There are certain types of claims, including a claim based on libel or slander, which cannot be brought in Small Claims Court regardless of the amount of compensation that a claimant seeks, with jurisdiction over these claims being reserved exclusively to the Court of Queen’s Bench.

The rules of the Small Claims Court are simplified and the exposure to an award of costs against unsuccessful litigants, whether claimant or defendant, significantly limited. [See section 51 of the regulations.] The Rules of Court of Queen’s Bench, on the other hand, dictate that normally “costs follow the event,” meaning the loser of the case (whether plaintiff or defendant) must pay the winner’s their court costs, which are prescribed under a Tariff of allowable fees and disbursements. [See Rule 59 of the Rules of Court].

Before commencing or defending any legal proceeding, whether in the Court of Queen’s Bench or Small Claims Court of New Brunswick, a consultation with a lawyer is a wise course of action. A lawyer can assist in advising you of your legal rights, evaluating your chances of success, and advising you on practical matters of forms and procedure, even in circumstances where you may thereafter wish to pursue the claim on your own behalf. There is no charge by our office for an initial consultation either as a potential claimant or defendant in a court proceeding.

In addition to a consultation with a lawyer, useful information on small claims practice in New Brunswick can be found on the Public Legal Education Service of New Brunswick (PLEIS).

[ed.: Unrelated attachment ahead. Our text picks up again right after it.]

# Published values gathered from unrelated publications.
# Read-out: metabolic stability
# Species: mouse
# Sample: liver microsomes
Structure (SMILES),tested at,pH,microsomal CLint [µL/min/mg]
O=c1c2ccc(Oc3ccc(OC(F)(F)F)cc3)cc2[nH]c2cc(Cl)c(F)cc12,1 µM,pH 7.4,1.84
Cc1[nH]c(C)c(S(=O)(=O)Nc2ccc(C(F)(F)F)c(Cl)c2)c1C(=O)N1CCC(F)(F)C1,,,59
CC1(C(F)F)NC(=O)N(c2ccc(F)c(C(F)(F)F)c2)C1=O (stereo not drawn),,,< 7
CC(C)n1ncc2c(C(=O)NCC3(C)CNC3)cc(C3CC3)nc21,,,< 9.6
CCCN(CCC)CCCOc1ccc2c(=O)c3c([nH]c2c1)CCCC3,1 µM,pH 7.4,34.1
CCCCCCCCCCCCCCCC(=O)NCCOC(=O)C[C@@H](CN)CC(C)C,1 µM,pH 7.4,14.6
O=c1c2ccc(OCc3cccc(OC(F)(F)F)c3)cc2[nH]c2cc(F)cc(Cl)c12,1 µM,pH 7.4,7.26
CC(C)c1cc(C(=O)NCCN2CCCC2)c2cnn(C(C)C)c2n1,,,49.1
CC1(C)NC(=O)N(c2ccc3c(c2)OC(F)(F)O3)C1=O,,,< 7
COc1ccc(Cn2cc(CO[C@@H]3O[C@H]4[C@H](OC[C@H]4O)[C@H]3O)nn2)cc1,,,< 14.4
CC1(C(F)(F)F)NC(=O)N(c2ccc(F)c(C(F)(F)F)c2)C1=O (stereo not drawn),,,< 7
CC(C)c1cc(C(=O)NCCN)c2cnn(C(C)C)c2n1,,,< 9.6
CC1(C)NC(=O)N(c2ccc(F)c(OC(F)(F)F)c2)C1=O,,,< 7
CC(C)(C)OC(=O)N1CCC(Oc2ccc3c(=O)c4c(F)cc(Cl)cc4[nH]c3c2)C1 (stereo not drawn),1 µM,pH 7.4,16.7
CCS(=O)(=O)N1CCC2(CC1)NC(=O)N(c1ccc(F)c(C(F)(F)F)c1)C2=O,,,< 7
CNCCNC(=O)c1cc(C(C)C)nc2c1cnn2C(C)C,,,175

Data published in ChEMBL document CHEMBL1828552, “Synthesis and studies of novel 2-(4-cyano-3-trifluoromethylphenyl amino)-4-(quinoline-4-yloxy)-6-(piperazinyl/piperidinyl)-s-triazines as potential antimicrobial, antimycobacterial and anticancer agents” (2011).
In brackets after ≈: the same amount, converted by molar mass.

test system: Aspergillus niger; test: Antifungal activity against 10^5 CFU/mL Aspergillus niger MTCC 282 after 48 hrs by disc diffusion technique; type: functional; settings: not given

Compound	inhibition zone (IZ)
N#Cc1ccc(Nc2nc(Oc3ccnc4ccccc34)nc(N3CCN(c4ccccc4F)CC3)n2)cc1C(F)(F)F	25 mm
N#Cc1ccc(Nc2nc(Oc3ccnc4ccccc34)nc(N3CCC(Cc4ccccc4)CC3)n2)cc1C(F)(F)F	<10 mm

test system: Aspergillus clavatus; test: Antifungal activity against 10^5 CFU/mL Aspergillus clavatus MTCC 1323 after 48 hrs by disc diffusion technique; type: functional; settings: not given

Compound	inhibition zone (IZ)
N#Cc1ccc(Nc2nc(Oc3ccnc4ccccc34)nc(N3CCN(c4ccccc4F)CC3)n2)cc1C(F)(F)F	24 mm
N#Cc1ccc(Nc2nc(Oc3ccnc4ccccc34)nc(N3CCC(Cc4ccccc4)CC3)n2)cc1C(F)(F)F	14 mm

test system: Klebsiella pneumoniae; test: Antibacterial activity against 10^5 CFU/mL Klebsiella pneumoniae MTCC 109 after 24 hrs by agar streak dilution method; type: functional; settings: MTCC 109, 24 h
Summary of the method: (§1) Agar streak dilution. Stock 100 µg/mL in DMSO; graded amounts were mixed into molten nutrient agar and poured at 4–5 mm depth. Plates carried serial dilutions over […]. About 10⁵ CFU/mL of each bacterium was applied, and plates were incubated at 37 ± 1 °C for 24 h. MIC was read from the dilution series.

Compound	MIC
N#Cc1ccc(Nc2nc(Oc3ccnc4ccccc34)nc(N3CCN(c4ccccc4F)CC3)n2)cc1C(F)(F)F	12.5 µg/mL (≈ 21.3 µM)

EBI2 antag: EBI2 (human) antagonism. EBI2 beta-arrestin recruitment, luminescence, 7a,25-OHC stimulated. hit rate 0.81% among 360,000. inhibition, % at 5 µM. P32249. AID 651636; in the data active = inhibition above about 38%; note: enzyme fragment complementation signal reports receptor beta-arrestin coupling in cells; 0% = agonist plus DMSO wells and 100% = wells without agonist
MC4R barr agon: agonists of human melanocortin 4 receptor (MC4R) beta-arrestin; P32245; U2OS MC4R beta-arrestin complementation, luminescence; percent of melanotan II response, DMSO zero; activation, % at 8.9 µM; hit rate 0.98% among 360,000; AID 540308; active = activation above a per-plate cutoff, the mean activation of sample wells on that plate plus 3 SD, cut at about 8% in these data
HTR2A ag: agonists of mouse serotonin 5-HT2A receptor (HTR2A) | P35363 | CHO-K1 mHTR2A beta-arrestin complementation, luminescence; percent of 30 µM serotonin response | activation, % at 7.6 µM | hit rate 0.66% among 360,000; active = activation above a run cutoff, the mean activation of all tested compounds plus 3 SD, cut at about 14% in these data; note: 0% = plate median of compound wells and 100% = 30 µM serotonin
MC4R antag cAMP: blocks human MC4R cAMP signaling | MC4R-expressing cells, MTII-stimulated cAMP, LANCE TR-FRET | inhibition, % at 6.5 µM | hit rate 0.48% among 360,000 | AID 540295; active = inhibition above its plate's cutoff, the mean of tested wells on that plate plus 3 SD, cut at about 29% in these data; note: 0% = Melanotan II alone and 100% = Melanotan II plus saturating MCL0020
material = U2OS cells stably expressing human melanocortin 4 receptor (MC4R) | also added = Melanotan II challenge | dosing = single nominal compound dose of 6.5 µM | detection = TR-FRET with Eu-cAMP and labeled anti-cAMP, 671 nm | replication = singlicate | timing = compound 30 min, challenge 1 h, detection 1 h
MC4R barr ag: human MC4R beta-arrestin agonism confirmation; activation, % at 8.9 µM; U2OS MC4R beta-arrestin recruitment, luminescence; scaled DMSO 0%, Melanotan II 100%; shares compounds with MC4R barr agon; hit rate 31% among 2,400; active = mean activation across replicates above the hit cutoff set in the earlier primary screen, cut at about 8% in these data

Recently, the Attorney General for the Province announced his intention to eliminate the New Brunswick Small Claims Court, and have all claims, regardless of their monetary limit revert to the Court of Queen’s Bench, Trial Division. This move is opposed by the New Brunswick Branch of the Canadian Bar Association. To date Bill 66 has been passed to allow this change in jurisdiction to be made, but such legislation has as yet not been proclaimed in force and effect.

The draft of the Proposed Queen’s Bench Rule of Court respecting Small Claims following the proclamation of Bill 66 into law includes such features as an increased monetary jurisdiction for Small Claims to a maximum of $30,000.00, continued relaxation of the rules of evidence pursuant to section 80.18, and appeal to the Court of Appeal with leave and on questions of law only. The current appeal process of a hearing De Novo of appeals by the Court of Queen’s Bench is to be abolished.

Particular Claims

Claims for the repayment of debts or for compensation for injuries suffered through the negligent acts of others (referred to as torts), claims based on a refusal by insurers to pay compensation under policies of insurance for losses suffered, injury and loss resultant from a failure by a party to a contract to perform their obligations under such contract, and other similar violation of legal rights, are the sorts of matters that can be made the subject of a legal proceeding seeking a Court-ordered remedy.

If you believe that your legal rights have been compromised or injured by the actions of others, an initial and complimentary consultation with Dunsmuir Law will permit you to make an informed decision as to your remedies.